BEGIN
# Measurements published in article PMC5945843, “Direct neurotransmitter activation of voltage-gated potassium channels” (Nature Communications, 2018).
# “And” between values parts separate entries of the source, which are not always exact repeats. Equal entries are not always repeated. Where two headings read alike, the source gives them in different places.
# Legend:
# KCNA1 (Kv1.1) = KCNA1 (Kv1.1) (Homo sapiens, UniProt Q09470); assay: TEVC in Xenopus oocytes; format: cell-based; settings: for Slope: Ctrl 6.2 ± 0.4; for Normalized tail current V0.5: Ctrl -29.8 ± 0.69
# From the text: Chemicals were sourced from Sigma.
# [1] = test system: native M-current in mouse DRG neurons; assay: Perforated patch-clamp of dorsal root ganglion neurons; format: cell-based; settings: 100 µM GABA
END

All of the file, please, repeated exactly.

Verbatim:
# Measurements published in article PMC5945843, “Direct neurotransmitter activation of voltage-gated potassium channels” (Nature Communications, 2018).
# “And” between values parts separate entries of the source, which are not always exact repeats. Equal entries are not always repeated. Where two headings read alike, the source gives them in different places.
# Legend:
# KCNA1 (Kv1.1) = KCNA1 (Kv1.1) (Homo sapiens, UniProt Q09470); assay: TEVC in Xenopus oocytes; format: cell-based; settings: for Slope: Ctrl 6.2 ± 0.4; for Normalized tail current V0.5: Ctrl -29.8 ± 0.69
# From the text: Chemicals were sourced from Sigma.
# [1] = test system: native M-current in mouse DRG neurons; assay: Perforated patch-clamp of dorsal root ganglion neurons; format: cell-based; settings: 100 µM GABA